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Ten AFL talking points from JLT week one

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Editor
3rd March, 2019
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Preseason truly is the best time of the year for football optimism.

Did your club or the indivudal players you’re following perform poorly? Well, don’t stress – it’s just the preseason, they’re no doubt saving their best for the real thing. Be optimistic.

Did they perform well? Huzzah! Pop the champagne – this is the year. They are going to the next level. No need to keep the lid on. Be optimistic.

Essentially every observation in this column (and next week’s) could and probably should be prefixed with the caveat “It’s only JLT, but…” – so please do feel free mentally insert that into any sentence you feel goes a bit too far.

So long as we’re adding those caveats – yes, I know week one is still ‘in progress’, but admit it, you, like me, are hungry for some talking points. And preseason is a fine time for getting a bit ahead of oneself.

It’s also a good time for experimenting and working out the kinks, and those of you who follow me on Twitter may have seen during the week that I’ve got an open mind as to the format of this regular Sunday column in 2019.

For this week at least I’m taking the standard talking points approach – but let me know in the comments how you like that, or if you’d enjoy seeing something a bit different.

Speaking of things that are a bit different, let’s get started.

Jury goes out on new rule changes
This week was our earliest chance to get a look at how the AFL’s new rule changes will affect the men’s game and specifically whether or not they are likely to lead to the scoring increase that is ostensibly the reason for their existence.

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There was plenty of optimism on Thursday night after a free-flowing and high-scoring encounter between Carlton and Essendon that the changes were having a big impact.

While those who ran away with the result of one game a bit too much may have found themselves brought back to earth over the course of the weekend, the point was also made by some that teams are likely to be less committed to defence during the preseason.

I decided to drag up last year’s scores in both the JLT series and the season proper, and interestingly the math suggests otherwise – teams scored 80.41 points on average in the preseason last year, then increased this to 83.49 points in the home-and-away.

So perhaps JLT scores are a reasonable enough indicator of how scoring might look when the real stuff begins – for those who are curious, the average JLT score this week (at time of writing) was 87.12.

Of course eight games isn’t nearly enough data from which to make a solid conclusion, but the early developments would suggest that if scoring is going up, it’s not doing so with any radical pace.

Instead we did on occasion see a longer amount of time needed to reset after a goal in order to get everyone back in the 6-6-6 formation, probably allowing for longer ad breaks and perhaps therefore likely to make the AFL equally as happy.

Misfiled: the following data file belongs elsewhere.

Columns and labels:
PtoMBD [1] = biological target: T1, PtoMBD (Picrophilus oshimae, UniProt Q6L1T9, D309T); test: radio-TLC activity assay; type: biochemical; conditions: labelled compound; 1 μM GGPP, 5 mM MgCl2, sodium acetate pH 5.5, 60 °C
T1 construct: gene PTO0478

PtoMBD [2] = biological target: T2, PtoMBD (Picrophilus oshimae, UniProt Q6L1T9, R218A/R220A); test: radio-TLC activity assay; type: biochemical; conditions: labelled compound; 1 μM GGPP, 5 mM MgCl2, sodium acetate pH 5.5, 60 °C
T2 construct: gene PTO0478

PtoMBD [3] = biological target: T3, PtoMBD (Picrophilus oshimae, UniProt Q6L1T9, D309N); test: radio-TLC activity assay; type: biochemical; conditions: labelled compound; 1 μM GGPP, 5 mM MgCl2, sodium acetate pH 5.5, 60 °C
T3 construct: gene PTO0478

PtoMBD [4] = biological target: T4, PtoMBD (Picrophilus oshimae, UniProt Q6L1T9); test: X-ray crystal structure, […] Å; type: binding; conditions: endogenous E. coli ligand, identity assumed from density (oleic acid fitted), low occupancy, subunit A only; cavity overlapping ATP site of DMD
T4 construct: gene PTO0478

There’s much water left to travel under the bridge before we can properly assess the impact of the new rules, but so long as we’re talking about increased scoring…

Carlton hit triple figures! (in preseason)
The Carlton Blues haven’t scored 100 points or more in an AFL match since Round 11 2016, but they managed to hit that mark on Saturday night when they bested Essendon at Ikon Park.

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Now, that result doesn’t break the streak – after all, if we were counting preseason games, then it would’ve been broken in last year’s JLT series when the Blues put up 102 against the Hawks.

Still, no one enjoys a good preseason win quite like a Carlton fan, and to be entirely fair to them, the optimism coming out of the match is very well deserved.

Sam Walsh’s impressive display is something we’ll talk about shortly, but one thing that really stood out to me is that not only did they put 15 goals on the board, but they did it with a minimal contribution from Charlie Curnow (who kicked 1 and had 8 touches).

Instead the Blues got three goals apiece from comparatively unheralded sources in former first-round draft pick David Cunningham and freshly-signed VFL gun Michael Gibbons, as well as two through former Crow Mitch McGovern.

Preseason footy inevitably gets analysed out of proportion to what it should, and in no case is that more true than after the opening match of the series when footy’s opinion-havers get their first meal in nearly five months.

This comment from Lee Gaskin on Twitter after the game, for example, could appear in a dictionary under the phrase “jumping the gun a little”.

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The Blues looked ready to make the switch to playing watchable, offensive footy in last year’s preseason and then promptly fell flat on their faces when the real thing started.